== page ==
Are there any cyber-related activities that you participate in outside of work?
Yes. I volunteer for the (ISC)2 Central Florida Chapter which is a cyber professional society. We meet monthly and offer the community topics and training to keep everyone aware of current trends and technologies. I also volunteer for the Center for Cyber Safety and Education. Their mission is to mainly teach school children about online and personal cyber safety. Last year we taught over 6,500 fourth graders in the central Florida area for Cyber Safety Day Orlando!

Name: Sharif, PhD

Years at Lockheed Martin: Almost 20

Current Position: Cyber Test Exploitation Sr Manager

Day-to-day Responsibilities: Managing a bright and highly technical advanced team, which conducts cyber exploitation and testing via emulating the cyber adversary. Our scope of work includes the Lockheed Martin enterprise, the Department of Defense (DoD) National Cyber Range, and working side-by-side with several DoD Red Teams on many of the DoD products we produce such as F-35.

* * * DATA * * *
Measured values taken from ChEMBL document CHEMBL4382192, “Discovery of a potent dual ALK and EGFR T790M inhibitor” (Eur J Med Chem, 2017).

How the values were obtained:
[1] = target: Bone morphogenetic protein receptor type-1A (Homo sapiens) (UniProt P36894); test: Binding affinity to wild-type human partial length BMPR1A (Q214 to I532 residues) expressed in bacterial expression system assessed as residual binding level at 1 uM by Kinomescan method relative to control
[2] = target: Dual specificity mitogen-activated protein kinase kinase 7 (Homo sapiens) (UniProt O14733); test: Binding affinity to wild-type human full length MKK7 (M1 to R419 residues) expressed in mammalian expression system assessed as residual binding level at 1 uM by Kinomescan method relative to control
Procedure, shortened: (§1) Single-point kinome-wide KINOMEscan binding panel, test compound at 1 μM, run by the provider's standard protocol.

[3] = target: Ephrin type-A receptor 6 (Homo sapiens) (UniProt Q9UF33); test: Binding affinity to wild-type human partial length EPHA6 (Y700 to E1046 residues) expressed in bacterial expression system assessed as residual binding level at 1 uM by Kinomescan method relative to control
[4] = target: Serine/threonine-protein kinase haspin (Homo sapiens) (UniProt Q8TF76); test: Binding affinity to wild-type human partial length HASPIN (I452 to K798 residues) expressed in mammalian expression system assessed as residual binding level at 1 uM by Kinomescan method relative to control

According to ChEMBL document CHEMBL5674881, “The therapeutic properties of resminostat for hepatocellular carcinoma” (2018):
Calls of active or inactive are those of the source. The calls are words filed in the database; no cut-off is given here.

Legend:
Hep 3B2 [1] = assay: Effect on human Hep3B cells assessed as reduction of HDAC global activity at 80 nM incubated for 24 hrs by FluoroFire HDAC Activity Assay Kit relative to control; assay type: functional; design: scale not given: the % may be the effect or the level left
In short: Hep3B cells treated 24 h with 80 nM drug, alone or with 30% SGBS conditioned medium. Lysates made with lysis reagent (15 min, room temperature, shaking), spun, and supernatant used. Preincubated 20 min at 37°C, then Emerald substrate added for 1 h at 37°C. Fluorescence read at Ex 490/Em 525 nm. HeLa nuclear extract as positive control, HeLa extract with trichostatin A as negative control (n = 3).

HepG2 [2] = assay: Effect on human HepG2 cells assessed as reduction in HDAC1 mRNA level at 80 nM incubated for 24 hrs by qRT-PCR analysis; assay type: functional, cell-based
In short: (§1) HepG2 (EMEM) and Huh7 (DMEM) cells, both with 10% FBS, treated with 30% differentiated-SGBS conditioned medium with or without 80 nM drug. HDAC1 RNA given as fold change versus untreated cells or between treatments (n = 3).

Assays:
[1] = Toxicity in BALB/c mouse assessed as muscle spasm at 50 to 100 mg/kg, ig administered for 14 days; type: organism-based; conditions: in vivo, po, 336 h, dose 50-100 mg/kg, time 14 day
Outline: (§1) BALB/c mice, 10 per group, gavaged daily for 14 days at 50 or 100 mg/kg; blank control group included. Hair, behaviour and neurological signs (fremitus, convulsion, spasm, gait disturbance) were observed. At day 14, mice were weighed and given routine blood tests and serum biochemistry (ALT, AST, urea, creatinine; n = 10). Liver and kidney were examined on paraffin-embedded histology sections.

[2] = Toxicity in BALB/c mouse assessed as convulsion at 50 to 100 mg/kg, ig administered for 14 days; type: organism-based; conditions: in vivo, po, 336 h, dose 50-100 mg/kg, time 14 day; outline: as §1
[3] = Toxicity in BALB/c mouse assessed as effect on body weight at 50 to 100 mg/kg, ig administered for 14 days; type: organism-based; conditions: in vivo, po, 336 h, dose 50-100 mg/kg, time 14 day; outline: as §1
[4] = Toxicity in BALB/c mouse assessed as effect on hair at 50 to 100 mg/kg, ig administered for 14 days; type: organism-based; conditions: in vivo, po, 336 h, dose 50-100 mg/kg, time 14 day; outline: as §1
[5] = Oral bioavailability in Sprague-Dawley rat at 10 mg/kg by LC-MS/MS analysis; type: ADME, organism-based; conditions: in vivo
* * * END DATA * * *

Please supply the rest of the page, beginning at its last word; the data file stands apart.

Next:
What advice would you give students coming out of college today who are interested in cyber careers?
Cyber has many unique areas to dive into. Try to take a stab at what area you think you may want to try and prepare yourself by having the right technical foundation and researching the focus area. If you jump into cyber and do not particularly like what you are doing, try another slice of the pie. Policy/governance, incidents response and defense, testing, engineering, architecture, access controls, vulnerability analysis, forensics, and many more.

What inspired you to choose the cyber field?
It really boils down to knowing what a computing device is supposed to do and what it can actually do. Being a computer nerd since I was 10, I was fascinated first by how technology communicated. I dove into how computers communicated and what sorts of things they can do over a network. This led me to figuring out how could I make the computer communicate in ways they were not supposed to. Eventually, this extended into other areas such as operating systems, applications, bulletin board systems, etc. The rest is history.